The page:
Never stop learning
Just because you have a degree in theatre, or 3, don’t assume you know everything. You don’t. Neither, certainly, do I. Nobody likes a know-it-all, and if you present yourself with that kind of attitude—argumentative, superior, arrogant—word about you will quickly spread. I read a recent article in Stage Directions magazine (do you subscribe? It’s free…you should subscribe) that indicated that there is some resentment of MFA-holding stage managers within the industry. See, the reputation is that these individuals, though HIGHLY competent and very well trained, have a tendency to be arrogant and to act as though they have nothing left to learn…and that’s unfortunate. You never have to pretend to know less than you do, but there is a huge difference between being competent and being cocky.
Treat every theatrical opportunity as a chance to learn a new skill…to work with a different directorial style, or with actors from different schools of theatre. Treat each chance to design a set or lights or costumes for a new director as a chance to learn a new theatrical language, and to broaden your voice and vision—while bringing your training and skills and artistry to bear on the production. You will have opportunities you love, and those you hate…both are chances to learn and to grow.
Allow yourself to fail
You will have tremendous successes. That’s my hope for your career. You will also, undoubtedly, have failures. You’ll have shows that don’t sell, that the critics hate, that YOU hate, that you’ll be totally relieved when they are over. You’ll have performances that are flat, you’ll go up. Your actors will go up. Costumes will rip. Props will break. Sets will look nothing like your designs. Lighting cues will misfire. Everything will go PERFECTLY and the critics will hate your show. The critics won’t even show up. You’ll hate your stage manager, they’ll hate you right back. Sometimes you won’t even get the gig at all. You’ll totally fall right off the stage. How do I know? Been there…all of there. Do not ever be discouraged by failure. These are times when you learn what not to do, what to do differently, and how to persevere. What defines great theatre artists is their ability to move on…to have a bad show, a bad year, a bad decade, and to move past that. The ability to wake up in the morning broken and sore and tired and go to the next audition, the next dance class, the next voice lesson, the next rehearsal, and to keep fighting is what should define you…not your failures.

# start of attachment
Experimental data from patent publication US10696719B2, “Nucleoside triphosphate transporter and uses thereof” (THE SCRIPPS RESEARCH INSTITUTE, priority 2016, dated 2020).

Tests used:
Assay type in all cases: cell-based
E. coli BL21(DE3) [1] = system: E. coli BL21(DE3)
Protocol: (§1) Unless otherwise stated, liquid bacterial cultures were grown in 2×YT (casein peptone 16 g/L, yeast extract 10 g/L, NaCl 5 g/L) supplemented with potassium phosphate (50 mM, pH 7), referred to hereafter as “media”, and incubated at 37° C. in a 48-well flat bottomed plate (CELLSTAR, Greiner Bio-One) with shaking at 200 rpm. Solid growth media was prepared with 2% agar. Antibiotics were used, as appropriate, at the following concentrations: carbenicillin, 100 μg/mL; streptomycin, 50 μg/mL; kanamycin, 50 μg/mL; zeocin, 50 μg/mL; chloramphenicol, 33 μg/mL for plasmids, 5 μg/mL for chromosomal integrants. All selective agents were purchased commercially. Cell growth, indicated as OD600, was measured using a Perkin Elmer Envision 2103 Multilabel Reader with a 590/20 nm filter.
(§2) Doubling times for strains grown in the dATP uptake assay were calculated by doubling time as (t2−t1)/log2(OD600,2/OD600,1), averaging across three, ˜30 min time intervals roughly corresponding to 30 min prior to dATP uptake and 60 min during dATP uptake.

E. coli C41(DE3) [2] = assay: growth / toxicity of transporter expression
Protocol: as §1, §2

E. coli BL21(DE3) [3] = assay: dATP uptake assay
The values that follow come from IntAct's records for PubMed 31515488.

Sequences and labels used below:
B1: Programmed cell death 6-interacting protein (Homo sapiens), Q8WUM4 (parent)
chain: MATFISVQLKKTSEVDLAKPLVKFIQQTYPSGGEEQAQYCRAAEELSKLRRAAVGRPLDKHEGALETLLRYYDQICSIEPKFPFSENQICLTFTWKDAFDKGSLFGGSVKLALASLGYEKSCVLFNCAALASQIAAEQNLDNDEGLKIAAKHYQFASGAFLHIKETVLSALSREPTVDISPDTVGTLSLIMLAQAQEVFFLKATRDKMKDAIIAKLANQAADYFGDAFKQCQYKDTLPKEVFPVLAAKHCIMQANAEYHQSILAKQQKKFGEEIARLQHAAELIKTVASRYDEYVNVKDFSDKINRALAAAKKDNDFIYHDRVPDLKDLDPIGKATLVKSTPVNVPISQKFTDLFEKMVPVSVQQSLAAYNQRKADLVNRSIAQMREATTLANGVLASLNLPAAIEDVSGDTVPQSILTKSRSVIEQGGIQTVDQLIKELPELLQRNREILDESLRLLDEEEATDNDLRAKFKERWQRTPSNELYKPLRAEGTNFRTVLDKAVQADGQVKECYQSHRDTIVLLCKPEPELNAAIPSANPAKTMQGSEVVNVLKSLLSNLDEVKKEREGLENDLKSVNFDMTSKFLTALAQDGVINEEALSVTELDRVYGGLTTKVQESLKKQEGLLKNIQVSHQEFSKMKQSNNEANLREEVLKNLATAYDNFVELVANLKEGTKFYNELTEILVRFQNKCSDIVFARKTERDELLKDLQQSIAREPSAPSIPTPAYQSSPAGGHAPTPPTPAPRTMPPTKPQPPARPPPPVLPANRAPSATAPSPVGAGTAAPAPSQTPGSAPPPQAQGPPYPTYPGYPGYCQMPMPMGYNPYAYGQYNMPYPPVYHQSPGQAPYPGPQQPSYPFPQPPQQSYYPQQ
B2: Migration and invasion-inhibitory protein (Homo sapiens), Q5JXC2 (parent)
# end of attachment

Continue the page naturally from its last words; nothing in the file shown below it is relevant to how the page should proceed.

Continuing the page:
The light at the end of the tunnel
You have worked hard. You have earned the right to graduate. You have endured years of stuff, learned tons more stuff, and you are ready for the next adventure. But, dear students, what I want you to know is that the light at the end of the tunnel is YOU. You are an artist and a scholar. You have to manage your own brand now—where do you want to go? Remember, you don’t need anyone’s permission to make art (though make sure you have the rights to perform what and where you are trying to perform). Hard work alone will not make you a success…but neither will sheer talent. You need both. And a bit of luck. We are here when you need us—your teachers, your friends, your parents. We are ready to cheer you on, to be your advocates, and to applaud your successes.
Break a leg.